Jan Lisiecki’s Chopin

ItalyItaly  Chopin: Jan Lisiecki (piano)  Accademia Nazionale di Santa Cecilia.  Sala Santa Cecilia.  Rome 28.05.2014 (JB)

He’s nineteen, Canadian of Polish parents,  tall, slender, blond, handsome, with more talent than he knows what to do with and the world at his feet with a DGG recording contract, two tours with Antonio Pappano and the Santa Cecilia Orchestra behind him and every major concert hall in the world awaiting him: the living legend is Jan Lisiecki, and to my shame, I’m hearing him for the first time tonight in an all-Chopin programme.

There is no mistaking his being a major talent.  But that said, one also has to add, hold it there.  There are moments in Chopin when the pianist has to carry this music forward; others when he has to let the music carry him.  Jan Lisiecki appears not to have noticed the difference; he often engages with one when he should be engaged with the other: pushing when he would give better by withholding and sometimes withholding when he ought to be more noticeably in the driving seat.  This is bizarre, because as I said, his talent is unquestionably great.  But for the moment, it is often unfocused.  A colleague in the Italian music press, agreeing with me said, But wouldn’t you expect this in a nineteen year old?  Point taken.

He began with the Great Op 18 Valse.  He has been listening carefully to the Horowitz recording.  And why not?  There is non finer.  But have non of his teachers told him learn  but don’t copy.  Too much of the time this sounded like an imitation –and not a very convincing imitation.   Oh dear!  My worst fears were aroused.  Are we in for an evening of musical imitations?

The first of the twenty-four Preludes put my mind at ease: Agitato  in C major.  Here was a piece he had made entirely his own: a nicely invoked, sweet turmoil.  Memorable.

But can he keep this outstanding musical personality on display?  The Preludes call for a quick-change artist; many last for less than a minute; all of them move into different worlds.  A Schubert Song Cycle would be easy in comparison.  And anyway, isn’t it unreasonable to expect a nineteen year old to have at his finger tips the complex nuances of fast-moving Chopin sentiments?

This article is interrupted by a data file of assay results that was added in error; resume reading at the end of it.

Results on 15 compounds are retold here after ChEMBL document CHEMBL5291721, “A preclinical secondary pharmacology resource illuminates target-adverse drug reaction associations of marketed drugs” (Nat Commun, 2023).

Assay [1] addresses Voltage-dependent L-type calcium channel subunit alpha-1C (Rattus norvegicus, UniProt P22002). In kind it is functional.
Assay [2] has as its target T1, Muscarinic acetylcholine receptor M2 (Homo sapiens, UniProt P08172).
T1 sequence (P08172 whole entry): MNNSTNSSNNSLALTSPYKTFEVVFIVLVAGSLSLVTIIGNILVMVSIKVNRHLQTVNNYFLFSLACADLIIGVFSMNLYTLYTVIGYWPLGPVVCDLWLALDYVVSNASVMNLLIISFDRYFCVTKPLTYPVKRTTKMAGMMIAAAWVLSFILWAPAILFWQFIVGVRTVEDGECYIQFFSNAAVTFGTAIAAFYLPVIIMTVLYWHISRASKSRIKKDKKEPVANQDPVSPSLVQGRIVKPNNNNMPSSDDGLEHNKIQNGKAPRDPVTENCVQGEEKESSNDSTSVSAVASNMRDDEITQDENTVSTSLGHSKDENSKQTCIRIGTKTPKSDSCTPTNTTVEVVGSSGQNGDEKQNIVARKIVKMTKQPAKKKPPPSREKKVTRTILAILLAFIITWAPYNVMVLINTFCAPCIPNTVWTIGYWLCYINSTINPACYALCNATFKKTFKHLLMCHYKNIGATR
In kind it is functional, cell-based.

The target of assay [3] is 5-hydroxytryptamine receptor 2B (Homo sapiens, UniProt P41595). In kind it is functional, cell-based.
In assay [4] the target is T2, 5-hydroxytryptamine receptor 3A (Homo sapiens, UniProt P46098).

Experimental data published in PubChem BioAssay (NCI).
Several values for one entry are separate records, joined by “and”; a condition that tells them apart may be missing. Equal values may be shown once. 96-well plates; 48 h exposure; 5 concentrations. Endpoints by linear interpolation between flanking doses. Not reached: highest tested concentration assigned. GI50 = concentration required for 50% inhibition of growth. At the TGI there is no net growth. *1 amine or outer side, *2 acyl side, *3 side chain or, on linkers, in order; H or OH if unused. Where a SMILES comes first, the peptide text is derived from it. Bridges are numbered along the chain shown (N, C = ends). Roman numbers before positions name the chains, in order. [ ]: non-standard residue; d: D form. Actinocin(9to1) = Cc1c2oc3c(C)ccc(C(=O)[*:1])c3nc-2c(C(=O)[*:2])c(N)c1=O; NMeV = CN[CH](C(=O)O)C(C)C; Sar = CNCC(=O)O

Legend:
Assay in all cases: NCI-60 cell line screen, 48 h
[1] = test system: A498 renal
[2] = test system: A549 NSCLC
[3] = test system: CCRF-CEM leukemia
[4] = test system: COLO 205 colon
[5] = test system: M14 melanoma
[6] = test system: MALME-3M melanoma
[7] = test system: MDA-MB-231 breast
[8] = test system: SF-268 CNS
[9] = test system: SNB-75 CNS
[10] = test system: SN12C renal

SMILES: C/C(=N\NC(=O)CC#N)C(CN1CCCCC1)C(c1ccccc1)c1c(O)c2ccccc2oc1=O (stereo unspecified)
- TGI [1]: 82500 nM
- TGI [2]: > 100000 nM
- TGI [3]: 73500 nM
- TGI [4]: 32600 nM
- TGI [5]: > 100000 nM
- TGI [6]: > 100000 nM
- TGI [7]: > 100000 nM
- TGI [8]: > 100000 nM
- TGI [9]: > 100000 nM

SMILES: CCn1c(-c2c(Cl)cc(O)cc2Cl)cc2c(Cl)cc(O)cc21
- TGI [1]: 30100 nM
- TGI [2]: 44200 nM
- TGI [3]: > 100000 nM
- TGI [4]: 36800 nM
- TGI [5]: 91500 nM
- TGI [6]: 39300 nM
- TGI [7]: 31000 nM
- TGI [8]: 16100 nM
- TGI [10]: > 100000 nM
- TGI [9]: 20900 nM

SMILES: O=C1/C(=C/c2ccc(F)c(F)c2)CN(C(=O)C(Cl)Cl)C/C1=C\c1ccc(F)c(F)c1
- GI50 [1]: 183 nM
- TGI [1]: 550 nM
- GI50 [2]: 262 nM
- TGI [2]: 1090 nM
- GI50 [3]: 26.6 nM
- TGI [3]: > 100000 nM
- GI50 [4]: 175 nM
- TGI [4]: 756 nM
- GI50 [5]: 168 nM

That unique sweet turmoil made another welcome appearance in the Vivace  no 3 in G.  The intervening no 2 –Lento  in A minor was a little stark, lacking in that veiled mystery which Chopin calls for.  No 10 in  sharp minor was altogether too spiky and in number 16 –Presto con fuoco, the fire was so menacing as to displace the presto.  No. 23 –Moderato  in F, had a beautiful liquidly flow.  The final no 24 –Allegro appassionato  was a bit rough and had him striving for a sound which he didn’t manage to achieve.  In fact, he told  a colleague from Italian radio at the interval he found great difficulty hearing the sound he was making.

Oscar Wilde used to say that in listening to Chopin’s Nocturnes he felt that he was being made to pay for sins that he hadn’t committed.  He might have got something else from Mr Lisiecki’s performance of the Op 9 three Nocturnes.  The boy doesn’t take us through a sweatshop.  All three were exquisitely poised.

In number 1 –Larghetto  in B flat minor- his hands were perfectly balanced and independent of expression, with a fine right hand cantabile.  He took the Andante  of no 2 in B flat without sentiment, nicely cushioning the sound.  No3 –Allegretto in B, was simply and charmingly stated.

The three valses of Op 64 fared fairly well too.  The D flat (no 1) was a sheer delight: it sounded like a young pianist having fun.  The problem with no 2 in C sharp minor was that it wasn’t Tempo giusto  as Chopin requests, it was pulled around to the point of being pulled to pieces.  But he made up with a fine matter-of-fact delivery of no 3 in B flat.

The Andante Spinato and Polonaise Op 22 was a good choice for a climatic ending to the programme.  He has well understood that in the Andante the left hand has to be the motor of the piece with the right delivering the speak-easy song.  It would have been better if the hands were also together: the left was often disturbingly ahead of the right.  His delivery of the final bars of the Andante as though from a distant chamber, was enchanting.  Some of the rhythmic cells got clipped in the Polonaise but the double octaves were very impressive.

He then returned to great applause and announced in a loud, clear voice in English that he would like to play just one further Chopin piece, the C sharp posthumous Nocturne.  This was sheer perfection in every sense –dynamics, tempo, pacing, tone and poise.

Jack Buckley

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